You need to rent your home at a price that generates enough cash flow to enable you to easily get refinanced — you must show a profit. So, if the fees associated with outsourcing property management take up most of your cash flow, you may want to manage the home yourself.
If you decide to take matters into your own hands, first and foremost, be sure to update yourself on the landlord-tenant laws in your state. The last thing you want is to end up in a courtroom over a dispute because you’re ill-informed.
Here are some resources to help you learn the ropes:
- State Landlord-Tenant Laws | Nolo
- How Much Should I Charge for Rent? | Zillow
- Advertise Your Rental Property | RentPrep
- How to Screen Potential Tenants | Money Crashers
- How Quickly Must Landlords Make Repairs? | The Balance SMB
- Tips on Rental Real Estate Income, Deductions, and Record-Keeping | IRS
If you make it through the reading list above and you’re still interested in managing your own rentals, then you’re probably good to go. Many people consider $100 or 10% of the total home price to be a great deal with everything that goes into the job of property management.
Step 4: Refinance to Get Funds for Your Next Investment
Now, it’s time for you to get the home refinanced so you can do it again. You want some money for a down payment on your next home. In addition, refinancing can help you out in a couple of other ways. For example, if you already have traditional financing, you may be able to move from a variable to a fixed interest rate. And, you may get rid of an existing PMI for a lower monthly payment. These details should be discussed with your mortgage broker or lender.
If you used low or zero-interest credit cards to fund the home purchase, refinancing can give you the ability to pay them off before your interest rates spike at the end of the introductory period.
Ultimately, to qualify for refinancing, you’ll need to be in a good financial situation and have the documents to prove it. Here’s what you need to know.
How can you qualify for refinancing?
Before you submit an application for refinancing on your rental, you need to be able to show that you have the ability to pay back the new loan. You will be asked to prove the following:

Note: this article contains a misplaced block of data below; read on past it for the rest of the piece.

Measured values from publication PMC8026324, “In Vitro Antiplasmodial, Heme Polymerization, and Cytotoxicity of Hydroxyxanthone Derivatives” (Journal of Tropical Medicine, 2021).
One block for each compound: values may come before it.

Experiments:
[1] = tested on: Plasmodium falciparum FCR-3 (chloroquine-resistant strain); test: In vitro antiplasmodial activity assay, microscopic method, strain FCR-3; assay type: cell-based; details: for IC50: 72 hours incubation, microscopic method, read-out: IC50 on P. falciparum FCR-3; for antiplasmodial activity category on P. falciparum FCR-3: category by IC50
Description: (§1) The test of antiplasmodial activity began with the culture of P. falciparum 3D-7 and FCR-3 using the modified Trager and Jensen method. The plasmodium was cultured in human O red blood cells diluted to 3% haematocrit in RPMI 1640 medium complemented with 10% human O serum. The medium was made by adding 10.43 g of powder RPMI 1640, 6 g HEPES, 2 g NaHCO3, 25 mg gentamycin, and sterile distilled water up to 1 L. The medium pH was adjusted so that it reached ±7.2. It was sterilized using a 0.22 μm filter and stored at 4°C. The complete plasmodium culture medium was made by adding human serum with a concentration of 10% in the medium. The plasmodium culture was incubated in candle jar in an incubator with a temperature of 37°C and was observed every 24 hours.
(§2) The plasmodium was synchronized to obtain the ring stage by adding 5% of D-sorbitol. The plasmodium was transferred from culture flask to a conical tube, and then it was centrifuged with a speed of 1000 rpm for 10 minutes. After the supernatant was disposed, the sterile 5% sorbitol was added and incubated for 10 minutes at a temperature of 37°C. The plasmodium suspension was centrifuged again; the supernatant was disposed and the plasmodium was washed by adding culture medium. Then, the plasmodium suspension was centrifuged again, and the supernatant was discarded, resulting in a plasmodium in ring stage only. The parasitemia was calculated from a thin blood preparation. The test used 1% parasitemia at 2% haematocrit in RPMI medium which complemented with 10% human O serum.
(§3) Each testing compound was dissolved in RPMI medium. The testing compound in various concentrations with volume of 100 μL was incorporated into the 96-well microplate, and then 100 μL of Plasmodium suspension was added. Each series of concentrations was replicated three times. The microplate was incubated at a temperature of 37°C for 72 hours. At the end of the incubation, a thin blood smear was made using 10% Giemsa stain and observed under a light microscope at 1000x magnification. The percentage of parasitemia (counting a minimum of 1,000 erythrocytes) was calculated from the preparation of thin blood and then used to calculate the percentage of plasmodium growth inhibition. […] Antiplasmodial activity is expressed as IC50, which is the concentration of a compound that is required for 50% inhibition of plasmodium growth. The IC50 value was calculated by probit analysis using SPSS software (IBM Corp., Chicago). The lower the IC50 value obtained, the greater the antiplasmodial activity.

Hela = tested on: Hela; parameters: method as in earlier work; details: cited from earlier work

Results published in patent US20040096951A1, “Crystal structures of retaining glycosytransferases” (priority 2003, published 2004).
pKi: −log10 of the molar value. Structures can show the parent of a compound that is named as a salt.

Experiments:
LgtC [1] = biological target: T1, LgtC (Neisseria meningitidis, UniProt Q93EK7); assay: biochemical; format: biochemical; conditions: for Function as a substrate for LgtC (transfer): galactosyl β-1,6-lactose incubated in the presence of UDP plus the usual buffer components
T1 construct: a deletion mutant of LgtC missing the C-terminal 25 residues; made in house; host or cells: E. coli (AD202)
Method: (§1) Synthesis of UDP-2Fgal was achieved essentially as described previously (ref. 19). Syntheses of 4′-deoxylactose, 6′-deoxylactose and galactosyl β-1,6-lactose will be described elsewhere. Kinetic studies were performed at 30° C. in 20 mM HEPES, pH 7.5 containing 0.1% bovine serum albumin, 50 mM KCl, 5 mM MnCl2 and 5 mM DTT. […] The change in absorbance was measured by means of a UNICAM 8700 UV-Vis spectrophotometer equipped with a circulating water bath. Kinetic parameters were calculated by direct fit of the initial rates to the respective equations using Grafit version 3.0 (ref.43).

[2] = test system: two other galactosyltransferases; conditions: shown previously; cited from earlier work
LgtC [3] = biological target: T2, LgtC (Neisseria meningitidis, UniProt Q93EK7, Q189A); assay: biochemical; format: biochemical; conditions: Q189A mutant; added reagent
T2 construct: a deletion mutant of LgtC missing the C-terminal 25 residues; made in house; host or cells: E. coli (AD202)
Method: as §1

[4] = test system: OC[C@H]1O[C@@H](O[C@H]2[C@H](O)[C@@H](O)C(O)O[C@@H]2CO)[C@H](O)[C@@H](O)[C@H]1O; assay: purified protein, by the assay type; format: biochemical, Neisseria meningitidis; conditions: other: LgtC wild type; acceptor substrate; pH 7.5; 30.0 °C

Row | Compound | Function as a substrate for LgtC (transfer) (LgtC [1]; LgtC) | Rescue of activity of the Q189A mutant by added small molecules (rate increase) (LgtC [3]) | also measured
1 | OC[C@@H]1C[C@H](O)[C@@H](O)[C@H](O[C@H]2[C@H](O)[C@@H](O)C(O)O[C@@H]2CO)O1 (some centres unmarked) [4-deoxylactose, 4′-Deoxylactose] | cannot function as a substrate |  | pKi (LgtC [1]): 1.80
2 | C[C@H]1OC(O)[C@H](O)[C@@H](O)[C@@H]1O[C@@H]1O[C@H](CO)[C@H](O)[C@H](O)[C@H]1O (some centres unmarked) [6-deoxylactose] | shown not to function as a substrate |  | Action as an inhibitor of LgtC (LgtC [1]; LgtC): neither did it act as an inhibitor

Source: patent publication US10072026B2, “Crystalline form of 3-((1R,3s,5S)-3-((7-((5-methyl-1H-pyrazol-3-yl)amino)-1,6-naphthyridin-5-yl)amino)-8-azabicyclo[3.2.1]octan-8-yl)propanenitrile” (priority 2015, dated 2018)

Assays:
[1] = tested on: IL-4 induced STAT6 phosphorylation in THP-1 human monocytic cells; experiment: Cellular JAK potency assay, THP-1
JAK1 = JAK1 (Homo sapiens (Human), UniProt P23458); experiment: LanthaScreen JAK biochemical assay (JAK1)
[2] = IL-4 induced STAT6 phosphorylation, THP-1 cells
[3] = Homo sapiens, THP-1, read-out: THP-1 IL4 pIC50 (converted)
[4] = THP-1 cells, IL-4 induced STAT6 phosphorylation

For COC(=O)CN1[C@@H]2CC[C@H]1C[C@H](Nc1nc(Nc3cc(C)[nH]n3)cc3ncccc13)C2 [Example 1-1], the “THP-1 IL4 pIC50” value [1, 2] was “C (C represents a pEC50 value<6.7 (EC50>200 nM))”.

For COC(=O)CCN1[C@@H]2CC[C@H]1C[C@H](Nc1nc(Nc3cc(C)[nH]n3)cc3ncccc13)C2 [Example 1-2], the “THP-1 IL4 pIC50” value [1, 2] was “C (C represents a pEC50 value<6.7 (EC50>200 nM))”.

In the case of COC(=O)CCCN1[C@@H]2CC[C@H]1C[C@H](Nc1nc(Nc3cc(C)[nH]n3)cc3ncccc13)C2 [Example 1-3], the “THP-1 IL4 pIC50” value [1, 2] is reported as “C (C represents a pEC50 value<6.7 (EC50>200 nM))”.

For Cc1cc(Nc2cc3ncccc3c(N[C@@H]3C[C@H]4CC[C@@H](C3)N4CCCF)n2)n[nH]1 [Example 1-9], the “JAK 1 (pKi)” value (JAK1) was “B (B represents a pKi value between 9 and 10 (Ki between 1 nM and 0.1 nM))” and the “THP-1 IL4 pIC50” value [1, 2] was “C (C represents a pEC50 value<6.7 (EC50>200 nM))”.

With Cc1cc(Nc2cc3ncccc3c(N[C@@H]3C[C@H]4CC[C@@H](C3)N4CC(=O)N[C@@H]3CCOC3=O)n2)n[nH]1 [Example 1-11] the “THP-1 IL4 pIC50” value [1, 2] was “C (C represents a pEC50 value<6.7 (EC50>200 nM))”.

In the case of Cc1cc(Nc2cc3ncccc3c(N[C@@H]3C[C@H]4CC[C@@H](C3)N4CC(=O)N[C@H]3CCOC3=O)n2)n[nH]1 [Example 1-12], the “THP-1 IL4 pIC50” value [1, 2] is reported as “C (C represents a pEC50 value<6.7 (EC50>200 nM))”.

- A steady income
- Positive credit standing and FICO score above 620
- At least 25% equity in the home or a 75% loan to value (LTV) ratio
- The payment will be less than 30% of your monthly income
- Your total household debt is less than 40% of your income
In the case that you purchase and refinance the home as a business, the lender may consider your business credit profile.
What information will you need to apply?
Once it’s time to apply, you will want to gather the appropriate documents in advance for a quick and smooth process. Your lender will want to see the following:
- Rental lease and proof of rent deposit paid by the tenant
- HOA agreement and payment amount (if applicable)
- Proof of homeowner’s insurance
- Two months of recent pay stubs (if applicable) and bank statements
- Investment and retirement account statements (if applicable)
- Two years of tax returns
- Your current mortgage statement with payment information
- An official payoff amount from your original lender
- Property appraisal documentation
If you gather all of the required documents in advance, you’ll streamline the process. In the instance of any obstacles, your lender or broker will help you learn how to remedy them.
Step 5: Repeat the Process
Now that you’ve made it this far, you’re ready to do it again. When refinancing is complete, you should have enough money to reinvest in a down payment on your second home. Rinse, repeat, then do it a third time. Eventually, you could have enough rental cash flow to live on and even retire early. So, what are you waiting for?
If you are interested in investing but need to build out your business credit profile first, we can help you access the funds you need to get started. Sign up for the Business Credit Workshop today.